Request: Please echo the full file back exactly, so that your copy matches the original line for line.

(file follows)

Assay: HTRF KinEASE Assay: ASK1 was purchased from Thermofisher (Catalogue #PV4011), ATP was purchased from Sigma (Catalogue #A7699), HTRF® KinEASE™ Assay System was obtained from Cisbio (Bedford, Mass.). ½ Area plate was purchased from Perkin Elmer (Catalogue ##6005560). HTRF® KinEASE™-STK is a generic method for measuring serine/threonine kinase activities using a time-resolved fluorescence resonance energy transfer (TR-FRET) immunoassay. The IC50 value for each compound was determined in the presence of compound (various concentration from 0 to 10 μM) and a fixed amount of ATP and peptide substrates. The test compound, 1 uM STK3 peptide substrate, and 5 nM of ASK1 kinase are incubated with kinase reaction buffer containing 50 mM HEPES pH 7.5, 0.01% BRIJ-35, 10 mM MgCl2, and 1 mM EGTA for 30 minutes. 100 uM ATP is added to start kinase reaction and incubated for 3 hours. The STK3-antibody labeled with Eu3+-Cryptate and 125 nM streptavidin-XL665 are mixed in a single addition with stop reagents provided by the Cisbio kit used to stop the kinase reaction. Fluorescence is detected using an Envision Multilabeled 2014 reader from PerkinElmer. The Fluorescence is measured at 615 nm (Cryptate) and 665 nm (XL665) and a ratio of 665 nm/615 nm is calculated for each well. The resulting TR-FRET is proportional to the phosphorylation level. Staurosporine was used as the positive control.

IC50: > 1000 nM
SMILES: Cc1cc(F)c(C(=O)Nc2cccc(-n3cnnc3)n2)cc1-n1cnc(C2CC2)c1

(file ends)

Assay: HTRF KinEASE Assay: ASK1 was purchased from Thermofisher (Catalogue #PV4011), ATP was purchased from Sigma (Catalogue #A7699), HTRF® KinEASE™ Assay System was obtained from Cisbio (Bedford, Mass.). ½ Area plate was purchased from Perkin Elmer (Catalogue ##6005560). HTRF® KinEASE™-STK is a generic method for measuring serine/threonine kinase activities using a time-resolved fluorescence resonance energy transfer (TR-FRET) immunoassay. The IC50 value for each compound was determined in the presence of compound (various concentration from 0 to 10 μM) and a fixed amount of ATP and peptide substrates. The test compound, 1 uM STK3 peptide substrate, and 5 nM of ASK1 kinase are incubated with kinase reaction buffer containing 50 mM HEPES pH 7.5, 0.01% BRIJ-35, 10 mM MgCl2, and 1 mM EGTA for 30 minutes. 100 uM ATP is added to start kinase reaction and incubated for 3 hours. The STK3-antibody labeled with Eu3+-Cryptate and 125 nM streptavidin-XL665 are mixed in a single addition with stop reagents provided by the Cisbio kit used to stop the kinase reaction. Fluorescence is detected using an Envision Multilabeled 2014 reader from PerkinElmer. The Fluorescence is measured at 615 nm (Cryptate) and 665 nm (XL665) and a ratio of 665 nm/615 nm is calculated for each well. The resulting TR-FRET is proportional to the phosphorylation level. Staurosporine was used as the positive control.

IC50: > 1000 nM
SMILES: Cc1cc(F)c(C(=O)Nc2cccc(-n3cnnc3)n2)cc1-n1cnc(C2CC2)c1